A key to success
As President of AIESEC in Slovenia (AIESEC is the world's largest youth-run organisation represented in over 125 countries), I have seen the importance of English as a global and mutual language. Living in today's world, international connections are more important than ever and the ability to speak one of the global languages is a key to success.
I have noticed that the proposal from the Ministry of Education to make English the educational language in Slovenia has opened a debate about the concern that this measure will threaten the Slovene language. From my personal experience I can say that being able to communicate in one of the global languages makes life so much easier and provides you with many more opportunities, while at the same time your native language remains to be the core or your identity. While writing this text I definitely have to translate words from Dutch as well as I'm not even close to how a native speaker would express himself. What counts is that I'm able to ventilate my thoughts and communicate with you. Coming from The Netherlands, having English as second language since high school, I was not able to speak a proper sentence in English until the last year of my Bachelor when I had to give a presentation and workshop on a conference in Canada. Studying a language is not going to teach you how to speak a language. It is the practice that counts.
For many young people all around the world this is one of the reasons to join AIESEC or to go on a cultural or professional exchange with AIESEC. In the past three years I have completely surrounded myself with internationals and worked in many international teams. The beauty of speaking a global language provided me with the opportunity to connect with many different people, find common ground and explore differences. Differences in understanding, the way of working as well as cultural differences. I have noticed for myself that many of my behaviours and the way I work with others comes from the fact that I grew up in The Netherlands. It thought me a lot about my own background as well as that I got to understand how to work with many different people and personalities.
In regards of the debate here in Slovenia I can say that using English as my working language in the past three years did not in any way endangered my roots and my native tongue. When I'm alone with Dutch colleagues here in Slovenia I will always talk to them in Dutch, while in team meetings I would be talking in English to them, simply because in your mother tongue you are able to express yourself better.
At the moment I have been in Slovenia for six weeks and before that I was living in Austria. I believe that Slovenia is definitely ahead of many European countries when it comes to the command of the English language. An example being that here I'm able to ask for help in a supermarket and every employee is able to respond in English, while in Austria this is often not the case. Another example being that I had to cancel my mobile contract in Austria. As there was no information to be found online I had to call customer service and when I answered the phone in English asking if they could help me. The guy told me that he only spoke German as he lived and worked in Austria. I've noticed that compared to Austria, Slovenia is more capable to speak in English throughout all age ranges.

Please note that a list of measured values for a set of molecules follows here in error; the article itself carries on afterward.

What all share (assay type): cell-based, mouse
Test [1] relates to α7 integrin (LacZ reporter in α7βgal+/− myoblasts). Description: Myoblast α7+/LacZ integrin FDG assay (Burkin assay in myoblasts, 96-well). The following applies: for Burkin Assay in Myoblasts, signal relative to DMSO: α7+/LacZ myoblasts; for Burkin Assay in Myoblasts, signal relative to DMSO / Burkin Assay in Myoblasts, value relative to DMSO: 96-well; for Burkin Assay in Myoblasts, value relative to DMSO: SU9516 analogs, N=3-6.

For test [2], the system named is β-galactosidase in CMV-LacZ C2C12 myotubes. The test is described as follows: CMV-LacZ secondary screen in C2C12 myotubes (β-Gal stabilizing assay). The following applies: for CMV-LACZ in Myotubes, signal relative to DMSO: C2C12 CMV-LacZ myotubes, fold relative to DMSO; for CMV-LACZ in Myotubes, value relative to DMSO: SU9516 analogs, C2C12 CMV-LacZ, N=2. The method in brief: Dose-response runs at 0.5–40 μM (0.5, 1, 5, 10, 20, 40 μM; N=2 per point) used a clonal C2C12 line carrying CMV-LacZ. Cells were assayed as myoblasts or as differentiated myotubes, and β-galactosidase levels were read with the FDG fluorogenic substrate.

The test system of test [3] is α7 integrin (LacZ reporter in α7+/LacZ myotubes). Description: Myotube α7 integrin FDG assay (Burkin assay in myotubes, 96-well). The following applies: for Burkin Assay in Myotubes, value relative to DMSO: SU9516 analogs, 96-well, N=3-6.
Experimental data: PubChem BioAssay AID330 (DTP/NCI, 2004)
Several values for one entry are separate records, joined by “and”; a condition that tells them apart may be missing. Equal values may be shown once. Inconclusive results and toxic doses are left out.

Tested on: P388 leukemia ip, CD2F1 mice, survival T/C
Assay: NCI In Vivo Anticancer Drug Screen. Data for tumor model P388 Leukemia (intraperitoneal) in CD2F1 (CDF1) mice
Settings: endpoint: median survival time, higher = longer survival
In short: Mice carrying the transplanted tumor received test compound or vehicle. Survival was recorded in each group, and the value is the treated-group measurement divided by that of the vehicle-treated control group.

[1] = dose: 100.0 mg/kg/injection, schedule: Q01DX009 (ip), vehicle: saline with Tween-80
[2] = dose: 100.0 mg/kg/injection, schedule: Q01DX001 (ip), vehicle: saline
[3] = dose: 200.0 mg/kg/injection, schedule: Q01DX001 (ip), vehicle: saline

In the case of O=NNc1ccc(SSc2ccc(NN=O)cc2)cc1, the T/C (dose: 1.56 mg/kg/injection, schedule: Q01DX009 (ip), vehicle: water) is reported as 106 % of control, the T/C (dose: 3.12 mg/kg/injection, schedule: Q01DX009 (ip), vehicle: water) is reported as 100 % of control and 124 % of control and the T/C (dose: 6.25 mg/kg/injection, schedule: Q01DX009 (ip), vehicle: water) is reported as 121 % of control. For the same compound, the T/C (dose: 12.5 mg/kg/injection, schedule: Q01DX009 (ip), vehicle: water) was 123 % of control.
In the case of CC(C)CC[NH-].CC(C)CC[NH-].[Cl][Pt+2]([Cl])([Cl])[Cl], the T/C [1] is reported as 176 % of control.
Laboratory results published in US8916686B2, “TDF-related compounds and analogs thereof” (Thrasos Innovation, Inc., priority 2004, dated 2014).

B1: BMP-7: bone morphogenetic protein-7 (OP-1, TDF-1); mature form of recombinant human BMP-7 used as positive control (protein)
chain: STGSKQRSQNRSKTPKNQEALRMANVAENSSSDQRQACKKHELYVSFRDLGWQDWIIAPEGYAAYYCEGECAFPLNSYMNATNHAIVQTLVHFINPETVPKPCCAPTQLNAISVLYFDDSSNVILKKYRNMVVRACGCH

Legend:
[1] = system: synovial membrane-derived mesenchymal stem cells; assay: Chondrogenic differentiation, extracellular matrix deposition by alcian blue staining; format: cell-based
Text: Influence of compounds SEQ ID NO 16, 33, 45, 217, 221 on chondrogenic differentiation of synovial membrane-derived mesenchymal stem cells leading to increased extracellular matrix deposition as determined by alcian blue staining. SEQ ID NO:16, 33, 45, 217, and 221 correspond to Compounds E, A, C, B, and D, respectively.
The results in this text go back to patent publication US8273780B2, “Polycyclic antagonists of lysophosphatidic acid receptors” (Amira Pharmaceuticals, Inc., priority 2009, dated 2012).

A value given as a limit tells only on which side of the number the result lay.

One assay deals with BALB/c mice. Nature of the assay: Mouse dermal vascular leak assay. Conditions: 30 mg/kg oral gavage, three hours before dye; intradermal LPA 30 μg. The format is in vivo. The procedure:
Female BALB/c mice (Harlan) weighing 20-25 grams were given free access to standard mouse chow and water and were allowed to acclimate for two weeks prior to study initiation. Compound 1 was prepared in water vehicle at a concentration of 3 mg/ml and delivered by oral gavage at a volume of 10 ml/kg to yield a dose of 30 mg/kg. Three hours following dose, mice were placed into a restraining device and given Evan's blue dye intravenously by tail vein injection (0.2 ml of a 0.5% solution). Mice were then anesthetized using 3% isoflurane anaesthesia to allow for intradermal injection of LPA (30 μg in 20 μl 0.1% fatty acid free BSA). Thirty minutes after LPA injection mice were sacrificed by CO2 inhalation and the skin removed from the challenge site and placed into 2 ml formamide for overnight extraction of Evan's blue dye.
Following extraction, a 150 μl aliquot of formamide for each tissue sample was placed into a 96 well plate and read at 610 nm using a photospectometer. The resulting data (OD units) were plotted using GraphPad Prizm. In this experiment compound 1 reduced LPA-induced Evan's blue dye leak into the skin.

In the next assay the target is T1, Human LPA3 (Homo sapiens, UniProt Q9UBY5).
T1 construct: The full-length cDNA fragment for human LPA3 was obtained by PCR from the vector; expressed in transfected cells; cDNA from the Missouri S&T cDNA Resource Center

Like The Netherlands, Slovenia depends heavily on export which automatically means that as a nation you need to be able to communicate in multiple languages in order to do business. Besides this, I have had some very interesting conversations in the past weeks in order for me to better understand Slovenia and its business climate and there are quite some interesting innovations going on in the Start-up scene. Meaning that Slovenia definitely has potential in the creation and development of innovative products and services, but that in order for a business to become mature it needs a market bigger then Slovenia with its 2,5 million inhabitants. With English as the educational language I believe that this can strengthen the position of Slovene companies as it forces youth to practice a language. Practicing a language is in my opinion the only way to properly learn how to speak a language. You will grow confidence and it will become easier for you to speak and include non-natives in your conversations which allows you to use the full potential of the diversity that Slovenia has to offer.